Ijust had the worst Popsicle of my entire life. It all started a few months ago, when I was clipping coupons out of the Sunday newspaper.
“Oh, how quaint,” you say. “My great-grandmother does that,” you say. “Do you also wear white pumps and eat dinner at 4:30?” you ask. Please, I am trying to share a story of heartbreak, and you are interrupting.
So I was looking over the coupons when something made me do a double take. It was a picture of a giant banana on a stick, and it was breaking through a hole in the Arctic Circle. At first I thought — as surely anyone would — about that episode of “The Muppet Show” where Marvin Suggs and his singing fruit belted out a chorus of “We have no bananas today.” But then I realized that this was no stick puppet. It was a Wonka Peel-a-Pop, and it was “New in the ice cream aisle.”
It seemed that the legendary candymaker had done it again. He had managed to invent a vanilla ice cream Popsicle with an edible outside. The yellow skin on the Popsicle is pre-cut so that you can peel it just like a banana. And the peeling is banana flavored. It seemed straight out of the Chocolate Room in Wonka’s factory, where everything is edible. That is, except for the stick. But I’m sure it’s only a matter of time before Wonka cracks that code, too.
So I clipped the dollar-off coupon, anxious to try this masterpiece. Just thinking about it brought back memories of the ice cream truck that used to patrol my neighborhood, ringing its melodious bell. Every day, right after the bus had dropped me off from school, I heard that hypnotic sound. My brain was hooked on the chiming of that bell that sent me running to the front yard from anywhere in the house. Mr. Pavlov would beproud.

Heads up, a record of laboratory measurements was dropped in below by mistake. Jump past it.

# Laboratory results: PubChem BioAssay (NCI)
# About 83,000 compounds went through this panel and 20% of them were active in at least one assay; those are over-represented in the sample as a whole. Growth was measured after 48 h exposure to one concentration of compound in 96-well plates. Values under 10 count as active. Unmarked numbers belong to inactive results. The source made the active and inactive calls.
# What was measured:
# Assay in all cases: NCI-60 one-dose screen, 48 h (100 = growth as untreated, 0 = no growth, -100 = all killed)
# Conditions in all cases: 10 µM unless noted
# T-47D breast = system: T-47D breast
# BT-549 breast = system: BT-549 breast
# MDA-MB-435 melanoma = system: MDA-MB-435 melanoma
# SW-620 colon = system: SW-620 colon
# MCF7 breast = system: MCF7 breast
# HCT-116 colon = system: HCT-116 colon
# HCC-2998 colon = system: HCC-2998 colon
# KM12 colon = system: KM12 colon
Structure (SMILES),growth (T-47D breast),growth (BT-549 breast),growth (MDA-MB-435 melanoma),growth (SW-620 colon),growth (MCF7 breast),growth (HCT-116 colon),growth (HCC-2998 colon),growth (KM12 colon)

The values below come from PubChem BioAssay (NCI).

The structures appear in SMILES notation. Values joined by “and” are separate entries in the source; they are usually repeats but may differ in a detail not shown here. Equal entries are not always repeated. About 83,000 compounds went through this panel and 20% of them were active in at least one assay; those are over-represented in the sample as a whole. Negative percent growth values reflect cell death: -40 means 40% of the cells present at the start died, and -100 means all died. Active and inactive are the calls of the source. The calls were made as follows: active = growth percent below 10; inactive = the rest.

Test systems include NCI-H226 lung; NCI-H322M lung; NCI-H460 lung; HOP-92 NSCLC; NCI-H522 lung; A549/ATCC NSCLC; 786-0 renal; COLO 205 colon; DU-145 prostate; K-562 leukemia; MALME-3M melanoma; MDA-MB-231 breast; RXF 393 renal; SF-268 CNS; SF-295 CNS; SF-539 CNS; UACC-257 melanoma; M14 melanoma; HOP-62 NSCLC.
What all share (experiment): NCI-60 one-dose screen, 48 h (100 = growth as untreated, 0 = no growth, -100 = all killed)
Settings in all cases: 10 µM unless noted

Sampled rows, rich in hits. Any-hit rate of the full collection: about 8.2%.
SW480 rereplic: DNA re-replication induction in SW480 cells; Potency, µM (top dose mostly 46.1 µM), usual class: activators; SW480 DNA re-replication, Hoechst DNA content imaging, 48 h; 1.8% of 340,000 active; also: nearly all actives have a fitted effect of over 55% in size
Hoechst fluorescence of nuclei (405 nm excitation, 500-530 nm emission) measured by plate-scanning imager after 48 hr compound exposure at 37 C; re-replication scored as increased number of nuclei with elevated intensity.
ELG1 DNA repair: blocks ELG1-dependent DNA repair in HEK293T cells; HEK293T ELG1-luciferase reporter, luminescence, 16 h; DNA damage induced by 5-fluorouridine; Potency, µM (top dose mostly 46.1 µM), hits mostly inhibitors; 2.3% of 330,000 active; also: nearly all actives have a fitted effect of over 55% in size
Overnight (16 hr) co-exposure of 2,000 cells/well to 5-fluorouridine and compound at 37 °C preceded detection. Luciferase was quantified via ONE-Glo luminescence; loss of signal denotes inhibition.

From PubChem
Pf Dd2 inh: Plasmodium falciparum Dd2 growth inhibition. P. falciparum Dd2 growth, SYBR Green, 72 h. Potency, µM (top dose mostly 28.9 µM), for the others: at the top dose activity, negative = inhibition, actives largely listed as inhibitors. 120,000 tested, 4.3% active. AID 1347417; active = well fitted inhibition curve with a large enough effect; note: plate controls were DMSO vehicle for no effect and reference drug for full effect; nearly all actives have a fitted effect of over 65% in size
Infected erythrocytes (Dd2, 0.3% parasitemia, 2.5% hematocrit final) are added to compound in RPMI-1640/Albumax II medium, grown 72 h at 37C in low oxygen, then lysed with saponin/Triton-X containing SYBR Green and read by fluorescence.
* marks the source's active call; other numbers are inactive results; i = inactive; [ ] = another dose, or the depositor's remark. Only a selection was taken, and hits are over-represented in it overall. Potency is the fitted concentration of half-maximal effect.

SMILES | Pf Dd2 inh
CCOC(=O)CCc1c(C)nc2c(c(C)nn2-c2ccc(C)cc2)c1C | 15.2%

My favorite Popsicle back then was called “Froze Toes.” It was made of pink ice cream in the shape of a human foot, and a red ball of bubble gum stuck out where the big toenail should be. It used to give me great delight to nibble my way around the inner heel, slurp up past the arch, and then bite off each little toe until only the bubble gum remained. A little bizarre, you say? Go ahead and judge me if you must. I’d just like to know your strategy for eating a pink foot on a stick.
Anyway, I cannot tell you how much I was looking forward to the Wonka Peel-a-Pop. I bought a box of 8, went home and, just for old times’ sake, rang a little bell. Then I took the wrapper off my Popsicle. Following the directions on the box, I bit off the end and then peeled back the yellow skin. For just a brief moment, I was too enchanted by the fact that I was actually peeling a Popsicle to realize that the Peel-a-Pop tasted awful.
But it’s true. First, the banana flavoring is just as gross as banana flavoring always is. Then, the peeling has a rubbery texture that would not be out of place on a calamari Popsicle. And on top of all that, the inside tastes like that cheap ice cream in little paper cups from my elementary school cafeteria—the stuff you had to eat with a flat wooden spoon. The whole thing really was horrible beyond words. I don’t think I’ve been so badly disappointed in anything since I saw the sequel to “Weekend at Bernies.”
It breaks my heart to speak ill of Willy Wonka. He was one of my childhood heroes. Who wouldn’t look up to a man who wore a purple tailcoat and top hat, had a chocolate river flowing through his backyard, and delivered poetic justice to obnoxious children like Veruca Salt? I read both the Roald Dahl books many times, watched the 1971 movie over and over and gobbled up my fair share of Wonka brand candy.
Now I feel cheated. I almost want to scream along with Grandpa Joe when he thinks that Mr. Wonka has tricked Charlie out of his lifetime supply of chocolate: “You’re a cheat and a swindler! How could you do such a thing? Build up a little boy’s hopes and then smash all his dreams to pieces!” But perhaps that would be over-reacting. Some people might like Peel-a-Pops. In case you want to try one, I’ve got seven left. I’ll go get the bell.